Anything that moves

A film cancelled, a TV interview canned: Competitive nationalism is eroding free expression in India

The BJP's authoritarian mindset has the potential to seriously damage the country's precarious freedoms.

As soon as I read that a previously obscure NGO was protesting the screening of a Pakistani film titled Jago Hua Savera at the MAMI Mumbai Film Festival, I knew the organisers would drop it from the schedule without a whimper. The festival is sponsored by Reliance Jio, never a firm associated with support of free expression, and one increasingly tied to Prime Minister Narendra Modi’s agenda. A more worrying form of censorship occurred a little over a week earlier, when NDTV cancelled at the last minute a well-publicised interview with P Chidambaram, who was for years India’s finance minister and also served as home minister for a shorter period. The two incidents are not unrelated.

Around the time of the 2008 economic crisis, NDTV landed in a financial mess and sought a bailout. As this detailed analysis in Caravan makes clear, the final result was a loss of control to a white knight, whose identity was obscured by a fog of complex transactions, but who, the article alleges, was almost certainly Mukesh Ambani, chief of Reliance Jio.

It is still unclear why NDTV canned the interview, but external pressure seems the only explanation for the unprecedented act of killing a conversation with Chidambaram, who is not just a former minister but one of India’s foremost lawyers, extraordinarily cautious in his choice of words, ever careful not to overstep any legal bounds. The dropping of that interview felt like the beginning of India’s transition to a Putin-style democracy, where the broadcast media align in support of the ruling regime through a mix of genuine ideological sympathy, the quest for a higher viewership, and direct and indirect political machinations.

Stifling debate

The competition for ratings points among Indian news channels has turned into competitive nationalism, with the military being placed, perhaps for the first time in India’s independent history, at the core of the idea of the nation. Jai Jawan, Jai Kisan is now merely Jai Jawan, but not in the sense of civilians feeling genuine concern for the safety of soldiers, else the deaths of 29 people including Army, Air Force and naval personnel after their transport plane disappeared in the Bay of Bengal in July would have caused a little more grief than it did. No, today’s nationalism is defined by the deployment of a cult of the military as part of a wider attack on our freedoms, and nowhere is this more apparent than on news channels where the very act of discussion has morphed into a stifling of debate.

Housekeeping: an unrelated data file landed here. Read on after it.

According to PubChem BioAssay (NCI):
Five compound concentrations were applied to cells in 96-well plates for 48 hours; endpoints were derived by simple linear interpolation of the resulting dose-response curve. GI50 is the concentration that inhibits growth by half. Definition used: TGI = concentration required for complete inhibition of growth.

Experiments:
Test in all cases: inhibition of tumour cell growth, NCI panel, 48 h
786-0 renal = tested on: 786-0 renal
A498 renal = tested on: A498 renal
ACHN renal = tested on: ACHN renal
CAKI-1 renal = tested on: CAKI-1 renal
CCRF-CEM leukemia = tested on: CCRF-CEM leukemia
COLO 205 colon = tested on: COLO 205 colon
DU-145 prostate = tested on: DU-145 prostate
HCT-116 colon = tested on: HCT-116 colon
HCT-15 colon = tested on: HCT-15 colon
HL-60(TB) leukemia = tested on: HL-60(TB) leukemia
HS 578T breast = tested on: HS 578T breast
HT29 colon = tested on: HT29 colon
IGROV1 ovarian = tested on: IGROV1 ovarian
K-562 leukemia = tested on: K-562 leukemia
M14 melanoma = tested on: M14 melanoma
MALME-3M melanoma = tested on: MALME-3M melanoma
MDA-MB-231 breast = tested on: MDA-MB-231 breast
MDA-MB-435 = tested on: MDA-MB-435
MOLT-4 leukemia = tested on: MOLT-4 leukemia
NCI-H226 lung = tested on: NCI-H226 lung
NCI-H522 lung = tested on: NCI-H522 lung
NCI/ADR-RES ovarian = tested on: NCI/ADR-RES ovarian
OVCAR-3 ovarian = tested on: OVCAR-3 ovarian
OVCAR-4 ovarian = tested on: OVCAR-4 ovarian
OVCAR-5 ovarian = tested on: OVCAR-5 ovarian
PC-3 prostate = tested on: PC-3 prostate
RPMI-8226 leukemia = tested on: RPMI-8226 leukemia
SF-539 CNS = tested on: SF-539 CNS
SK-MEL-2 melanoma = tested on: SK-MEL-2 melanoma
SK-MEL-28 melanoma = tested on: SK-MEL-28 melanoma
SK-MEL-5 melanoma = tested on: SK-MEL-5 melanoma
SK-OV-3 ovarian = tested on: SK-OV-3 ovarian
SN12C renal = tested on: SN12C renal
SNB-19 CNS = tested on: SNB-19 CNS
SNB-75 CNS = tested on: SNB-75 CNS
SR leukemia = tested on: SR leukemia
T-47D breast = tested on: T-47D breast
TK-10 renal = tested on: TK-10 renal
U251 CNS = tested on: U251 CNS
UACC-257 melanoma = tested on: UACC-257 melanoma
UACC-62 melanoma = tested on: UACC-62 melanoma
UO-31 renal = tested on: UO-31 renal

Part of me feels sad for the current state of NDTV. Who among those old enough to remember isn’t an admirer of Prannoy Roy’s role in transforming election coverage in India, starting with the 1984 ballot? On the other hand, NDTV engendered the television-propagated cult of the military with its coverage of Kargil operations and US-style programmes featuring celebrity visits to military camps. In that light, it wasn’t entirely surprising to read Radhika Roy’s intemperate response to questions about the spiked interview:

“Like all decisions we take at NDTV,” Roy wrote, “we are driven by editorial and journalistic integrity and the belief that the political mud slinging regarding the surgical strikes without a shred of evidence was actually damaging to our national security. We do not believe that we are obliged to carry every shred of drivel that has now come to pass as public discourse.” 

When national security is invoked to bar healthy scepticism by the supposedly liberal media, is it any surprise that openly chauvinist organisations like the Maharashtra Navnirman Sena can get away with threats of violence against exhibitors who screen Karan Johar’s Ae Dil Hai Mushkil because the film features Pakistani actors? This, even as its leader Raj Thackeray sends a birthday present to Amitabh Bachchan, delivered to the actor’s home by Thackeray’s son Amit and Amey Khopkar, the very man issuing the threats. Is it any surprise that Karan Johar has promised not to employ Pakistani talent in the future and began his defence of his new release with the line, “For me, my country comes first and nothing else matters to me but my country.” He even managed a salute or two in the taped statement.

Warning signs